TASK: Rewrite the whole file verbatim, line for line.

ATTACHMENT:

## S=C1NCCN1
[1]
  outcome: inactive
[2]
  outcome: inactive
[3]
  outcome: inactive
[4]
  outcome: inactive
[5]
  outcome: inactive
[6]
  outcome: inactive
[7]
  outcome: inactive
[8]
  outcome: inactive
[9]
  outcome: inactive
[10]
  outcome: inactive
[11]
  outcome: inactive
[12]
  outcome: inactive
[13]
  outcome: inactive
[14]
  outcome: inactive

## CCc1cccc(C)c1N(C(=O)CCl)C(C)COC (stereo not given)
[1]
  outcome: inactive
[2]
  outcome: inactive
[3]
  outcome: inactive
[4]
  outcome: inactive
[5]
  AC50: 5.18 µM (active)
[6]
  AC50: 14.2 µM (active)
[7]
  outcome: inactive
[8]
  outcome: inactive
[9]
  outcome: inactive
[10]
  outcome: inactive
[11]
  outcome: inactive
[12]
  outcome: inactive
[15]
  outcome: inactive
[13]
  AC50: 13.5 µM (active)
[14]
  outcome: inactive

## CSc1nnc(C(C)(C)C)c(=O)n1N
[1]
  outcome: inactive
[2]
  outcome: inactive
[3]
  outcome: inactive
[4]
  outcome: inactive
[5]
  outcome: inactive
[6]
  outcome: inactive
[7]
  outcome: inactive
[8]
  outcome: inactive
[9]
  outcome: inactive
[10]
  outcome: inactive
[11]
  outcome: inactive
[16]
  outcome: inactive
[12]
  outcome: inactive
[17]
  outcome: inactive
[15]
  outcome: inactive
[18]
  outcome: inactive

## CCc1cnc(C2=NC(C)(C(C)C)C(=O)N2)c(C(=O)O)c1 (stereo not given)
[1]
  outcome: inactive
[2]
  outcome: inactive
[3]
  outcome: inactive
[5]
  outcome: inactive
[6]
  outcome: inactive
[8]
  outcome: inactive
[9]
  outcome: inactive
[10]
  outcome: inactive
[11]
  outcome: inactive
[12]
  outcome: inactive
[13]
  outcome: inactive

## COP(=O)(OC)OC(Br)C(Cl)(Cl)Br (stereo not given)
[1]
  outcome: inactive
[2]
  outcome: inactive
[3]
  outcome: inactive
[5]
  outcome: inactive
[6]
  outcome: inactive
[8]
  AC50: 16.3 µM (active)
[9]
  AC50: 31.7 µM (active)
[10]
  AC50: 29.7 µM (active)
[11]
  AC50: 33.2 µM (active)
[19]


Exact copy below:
## S=C1NCCN1
[1]
  outcome: inactive
[2]
  outcome: inactive
[3]
  outcome: inactive
[4]
  outcome: inactive
[5]
  outcome: inactive
[6]
  outcome: inactive
[7]
  outcome: inactive
[8]
  outcome: inactive
[9]
  outcome: inactive
[10]
  outcome: inactive
[11]
  outcome: inactive
[12]
  outcome: inactive
[13]
  outcome: inactive
[14]
  outcome: inactive

## CCc1cccc(C)c1N(C(=O)CCl)C(C)COC (stereo not given)
[1]
  outcome: inactive
[2]
  outcome: inactive
[3]
  outcome: inactive
[4]
  outcome: inactive
[5]
  AC50: 5.18 µM (active)
[6]
  AC50: 14.2 µM (active)
[7]
  outcome: inactive
[8]
  outcome: inactive
[9]
  outcome: inactive
[10]
  outcome: inactive
[11]
  outcome: inactive
[12]
  outcome: inactive
[15]
  outcome: inactive
[13]
  AC50: 13.5 µM (active)
[14]
  outcome: inactive

## CSc1nnc(C(C)(C)C)c(=O)n1N
[1]
  outcome: inactive
[2]
  outcome: inactive
[3]
  outcome: inactive
[4]
  outcome: inactive
[5]
  outcome: inactive
[6]
  outcome: inactive
[7]
  outcome: inactive
[8]
  outcome: inactive
[9]
  outcome: inactive
[10]
  outcome: inactive
[11]
  outcome: inactive
[16]
  outcome: inactive
[12]
  outcome: inactive
[17]
  outcome: inactive
[15]
  outcome: inactive
[18]
  outcome: inactive

## CCc1cnc(C2=NC(C)(C(C)C)C(=O)N2)c(C(=O)O)c1 (stereo not given)
[1]
  outcome: inactive
[2]
  outcome: inactive
[3]
  outcome: inactive
[5]
  outcome: inactive
[6]
  outcome: inactive
[8]
  outcome: inactive
[9]
  outcome: inactive
[10]
  outcome: inactive
[11]
  outcome: inactive
[12]
  outcome: inactive
[13]
  outcome: inactive

## COP(=O)(OC)OC(Br)C(Cl)(Cl)Br (stereo not given)
[1]
  outcome: inactive
[2]
  outcome: inactive
[3]
  outcome: inactive
[5]
  outcome: inactive
[6]
  outcome: inactive
[8]
  AC50: 16.3 µM (active)
[9]
  AC50: 31.7 µM (active)
[10]
  AC50: 29.7 µM (active)
[11]
  AC50: 33.2 µM (active)
[19]